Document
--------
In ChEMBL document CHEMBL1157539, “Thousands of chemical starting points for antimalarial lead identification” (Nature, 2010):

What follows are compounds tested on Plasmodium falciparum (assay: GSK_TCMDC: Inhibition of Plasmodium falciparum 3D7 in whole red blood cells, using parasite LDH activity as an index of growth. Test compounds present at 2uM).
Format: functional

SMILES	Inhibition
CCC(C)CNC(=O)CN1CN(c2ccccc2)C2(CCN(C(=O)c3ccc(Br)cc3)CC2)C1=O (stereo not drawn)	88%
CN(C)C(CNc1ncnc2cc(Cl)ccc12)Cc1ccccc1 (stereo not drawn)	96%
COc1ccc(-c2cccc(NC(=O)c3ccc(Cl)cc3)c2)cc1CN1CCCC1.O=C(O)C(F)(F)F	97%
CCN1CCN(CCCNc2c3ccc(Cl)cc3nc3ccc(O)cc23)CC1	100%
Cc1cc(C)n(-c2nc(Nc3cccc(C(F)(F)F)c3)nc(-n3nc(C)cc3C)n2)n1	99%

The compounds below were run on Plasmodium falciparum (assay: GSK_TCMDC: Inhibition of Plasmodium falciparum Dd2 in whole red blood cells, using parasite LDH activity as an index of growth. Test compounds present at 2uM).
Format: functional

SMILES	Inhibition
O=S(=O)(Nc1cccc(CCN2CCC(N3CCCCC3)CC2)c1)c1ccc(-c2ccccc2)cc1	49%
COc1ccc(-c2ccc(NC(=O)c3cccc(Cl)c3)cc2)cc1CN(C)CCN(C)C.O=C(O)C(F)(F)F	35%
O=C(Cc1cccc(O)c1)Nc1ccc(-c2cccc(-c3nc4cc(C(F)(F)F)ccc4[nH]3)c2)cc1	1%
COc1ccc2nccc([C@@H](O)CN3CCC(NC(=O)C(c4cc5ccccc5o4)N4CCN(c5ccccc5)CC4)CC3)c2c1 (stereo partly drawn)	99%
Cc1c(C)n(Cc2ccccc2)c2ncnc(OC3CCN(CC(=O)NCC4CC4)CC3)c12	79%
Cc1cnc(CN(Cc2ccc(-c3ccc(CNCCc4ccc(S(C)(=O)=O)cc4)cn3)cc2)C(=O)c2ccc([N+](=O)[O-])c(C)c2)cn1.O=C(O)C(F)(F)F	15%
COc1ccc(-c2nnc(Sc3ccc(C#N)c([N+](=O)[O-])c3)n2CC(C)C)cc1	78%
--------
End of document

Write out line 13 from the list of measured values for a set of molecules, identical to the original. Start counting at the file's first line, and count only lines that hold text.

O=S(=O)(Nc1cccc(CCN2CCC(N3CCCCC3)CC2)c1)c1ccc(-c2ccccc2)cc1	49%